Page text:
A Profound Look at Two Weeks: February 22 – March 7

You know how the less you feel like working the more work the universe throws your way? I’m having this kind of time right now so I neglected my blogging duties last week. This week, self-loathing and careful planning finally did their job so here I am. Of course, I forgot the blog notes I made in the city when we left for the country but who cares.

The power of self-loathing

…is grossly underestimated, that’s what it is. I blame the positivity cult. With so much pressure to be positive about everything it’s getting harder and harder to appreciate all the great things self-loathing can motivate you to accomplish. Such as, for example, finishing that book you started translating six weeks ago and you decided you can drag it because the deadline was so generous.

Well, generous or not, when I start something I like to finish it as soon as reasonably possible. If it weren’t for my brave helper, Self-Loathing, I would never have done it and I wouldn’t have had a comfortable few days to step away from the translation to make editing a lot easier. Don’t shun self-loathing, I say. Embrace its motivational power. (I also wrote a new horror story and I just edited it and I love it, so there, one more proof self-loathing works.)

The gardening experiment

I’m doing everything right this year, not haphazardly like last year, planting in the middle of April or later and then wondering why no flower has sprouted life. No. This year I’m planting and sowing in March as the experts advise. And I’ve just run out of space for all the bulbs and seeds I got.

I made detailed plans for the vegetable plot and now I’ve got five neat beds ready to receive their load of carrots, potatoes, onions, courgettes, and I forgot what the other thing was. Oh, right, red radishes because Big C. likes them so much. Also yellow beans because I’ve got a bed for beans and it needs filling. But as I grabbed bag after bag of dahlia bulbs a few days ago I completely forgot I might need to dig new flower beds. The place is big enough but I can’t have random dahlias planted here and there. That much I know about landscaping. And it’s all I know about landscaping.

So, because of my lack of flower planning I had to dig half a dozen new beds although beds may be pushing it in at least half of the cases. Yet I did have to dig and I’m proud to report I have no stiff muscles a day after this endeavour. Which means my exercising efforts are paying off. Which makes me pretty pleased with myself. Also motivated to keep making these efforts, of course. Very motivated.

The gardening fail

This just in: I accidentally sowed four beds of lupinus next to the potatoes because I only had six potatoes and half a bed left. So I divided it into four smaller beds. And decided to put in them the contents of a plain white pack with no name on it. I thought that if I’d bought it, then we must eat it, never allowing for the possibility that it might not be a vegetable but, you know, a flower, because I also bought a lot of flower seeds, too.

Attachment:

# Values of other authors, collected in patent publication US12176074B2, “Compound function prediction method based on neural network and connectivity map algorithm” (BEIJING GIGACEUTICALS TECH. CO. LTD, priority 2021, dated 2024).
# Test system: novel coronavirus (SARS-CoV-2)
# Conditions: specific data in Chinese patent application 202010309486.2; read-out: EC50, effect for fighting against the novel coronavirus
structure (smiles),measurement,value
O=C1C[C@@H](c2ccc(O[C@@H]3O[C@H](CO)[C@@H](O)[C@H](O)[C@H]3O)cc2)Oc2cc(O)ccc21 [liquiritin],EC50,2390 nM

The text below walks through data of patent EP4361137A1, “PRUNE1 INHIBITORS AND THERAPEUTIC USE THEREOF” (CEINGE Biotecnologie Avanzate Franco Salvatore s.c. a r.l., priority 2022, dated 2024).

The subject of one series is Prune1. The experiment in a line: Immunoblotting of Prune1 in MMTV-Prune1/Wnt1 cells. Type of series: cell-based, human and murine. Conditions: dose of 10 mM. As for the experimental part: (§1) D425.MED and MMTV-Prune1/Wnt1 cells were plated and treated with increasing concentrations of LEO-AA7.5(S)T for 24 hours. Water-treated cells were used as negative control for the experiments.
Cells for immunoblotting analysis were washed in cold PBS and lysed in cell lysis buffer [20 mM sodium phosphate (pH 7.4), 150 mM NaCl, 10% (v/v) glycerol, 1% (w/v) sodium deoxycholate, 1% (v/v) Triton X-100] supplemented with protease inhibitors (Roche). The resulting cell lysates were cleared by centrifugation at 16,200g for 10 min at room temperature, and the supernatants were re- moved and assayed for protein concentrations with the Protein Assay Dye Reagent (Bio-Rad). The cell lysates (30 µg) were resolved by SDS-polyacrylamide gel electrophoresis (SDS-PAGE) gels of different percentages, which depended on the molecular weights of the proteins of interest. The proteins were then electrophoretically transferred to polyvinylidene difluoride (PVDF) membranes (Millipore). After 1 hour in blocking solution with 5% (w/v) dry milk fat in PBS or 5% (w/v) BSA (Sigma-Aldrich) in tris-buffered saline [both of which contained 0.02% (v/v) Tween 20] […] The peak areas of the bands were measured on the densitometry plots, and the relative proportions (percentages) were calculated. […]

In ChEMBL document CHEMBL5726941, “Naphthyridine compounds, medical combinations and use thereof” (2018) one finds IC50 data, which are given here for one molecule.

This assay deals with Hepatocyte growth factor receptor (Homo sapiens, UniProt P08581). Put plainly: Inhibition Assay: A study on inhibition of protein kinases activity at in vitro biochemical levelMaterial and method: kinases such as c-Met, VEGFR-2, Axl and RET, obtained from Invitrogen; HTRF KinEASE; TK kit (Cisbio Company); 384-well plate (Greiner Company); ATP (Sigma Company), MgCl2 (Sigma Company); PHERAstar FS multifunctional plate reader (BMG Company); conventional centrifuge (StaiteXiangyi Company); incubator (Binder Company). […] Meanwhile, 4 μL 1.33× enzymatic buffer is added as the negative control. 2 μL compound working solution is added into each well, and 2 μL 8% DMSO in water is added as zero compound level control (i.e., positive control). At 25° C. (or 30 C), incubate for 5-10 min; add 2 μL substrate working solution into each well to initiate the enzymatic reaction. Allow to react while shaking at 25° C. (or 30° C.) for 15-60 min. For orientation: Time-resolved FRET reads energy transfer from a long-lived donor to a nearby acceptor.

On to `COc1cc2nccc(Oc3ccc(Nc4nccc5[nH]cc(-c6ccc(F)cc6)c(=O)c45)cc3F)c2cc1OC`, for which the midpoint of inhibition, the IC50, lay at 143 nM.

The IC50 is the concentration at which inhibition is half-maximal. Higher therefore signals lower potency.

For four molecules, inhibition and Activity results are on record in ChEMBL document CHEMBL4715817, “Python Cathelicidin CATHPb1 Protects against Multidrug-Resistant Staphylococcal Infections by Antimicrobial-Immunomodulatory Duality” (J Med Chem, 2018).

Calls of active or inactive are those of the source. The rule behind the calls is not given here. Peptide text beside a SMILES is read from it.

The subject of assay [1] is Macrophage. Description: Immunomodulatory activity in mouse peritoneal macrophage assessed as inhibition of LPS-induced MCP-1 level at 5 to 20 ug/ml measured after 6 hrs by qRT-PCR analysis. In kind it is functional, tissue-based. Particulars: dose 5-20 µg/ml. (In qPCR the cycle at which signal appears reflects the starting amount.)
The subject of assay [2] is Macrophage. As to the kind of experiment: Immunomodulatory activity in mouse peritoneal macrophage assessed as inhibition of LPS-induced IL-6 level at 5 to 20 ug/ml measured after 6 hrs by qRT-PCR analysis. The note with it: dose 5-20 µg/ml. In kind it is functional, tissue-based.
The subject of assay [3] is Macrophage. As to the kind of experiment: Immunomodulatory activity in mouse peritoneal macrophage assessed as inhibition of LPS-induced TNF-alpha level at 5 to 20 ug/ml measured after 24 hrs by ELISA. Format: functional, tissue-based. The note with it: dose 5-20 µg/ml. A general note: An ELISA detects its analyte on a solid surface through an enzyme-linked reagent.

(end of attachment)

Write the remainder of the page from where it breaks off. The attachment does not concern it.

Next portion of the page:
Halfway through sowing, I thought I’d got it — it had to be okra! Half an hour later I found the empty lupinus pack (Seeds here come in a large pack with a name and picture on it, and in it a smaller, plain white pack with the actual seeds. This has to change.). So now I have six potato beds and four lupinus beds. In my vegetable patch. Lupinus is a perrenial plant…

A profound parenting lesson

Little C. spent five hours yesterday doing maths. She’s preparing for the European Kangaroo tournament (voluntarily) but five hours? I had difficulty believing her when she said she was indeed doing problems and not watching Coyote Peterson but eventually I did believe her. After all, I’ve explained that if she wants to win a medal (or equivalent) it’s up to her to prepare. It seems to have sunk in.

But my point was about something else, not what a smart child I’ve produced. My point was about how vastly different she is to me and how this has taught me to be a lot more accepting of difference in general. At her age, the only thing I could spend hours doing was reading. Doing math problems? Only if I had to. And now here this very different person is, who likes reading but kinda moderately and if presented with a choice between reading and doing maths would always choose the latter.

This acceptance is a very profound thing, certainly, but there are limitations to it. Criminal stupidity and irresponsibility are not among the things I could and would ever accept. As long as one has a functional brain one can learn basic logic and responsibility. Cruelty is another difference in “taste” I’m unlikely to accept anytime soon. Unless you’re being cruel to someone twice as cruel, I guess. Okay, the exceptions are piling up now so I’ll stop. Just a little snack for thought.

Profound photo for next week


If you’ve made it this far, I’ve got books to market and I’ promise they’re coherent.

For vampires, witches, and dragons click here. Part two is coming later this year, featuring demons.

For a supernatural mystery that begins mid-flight click here. (This one’s free on Kobo)


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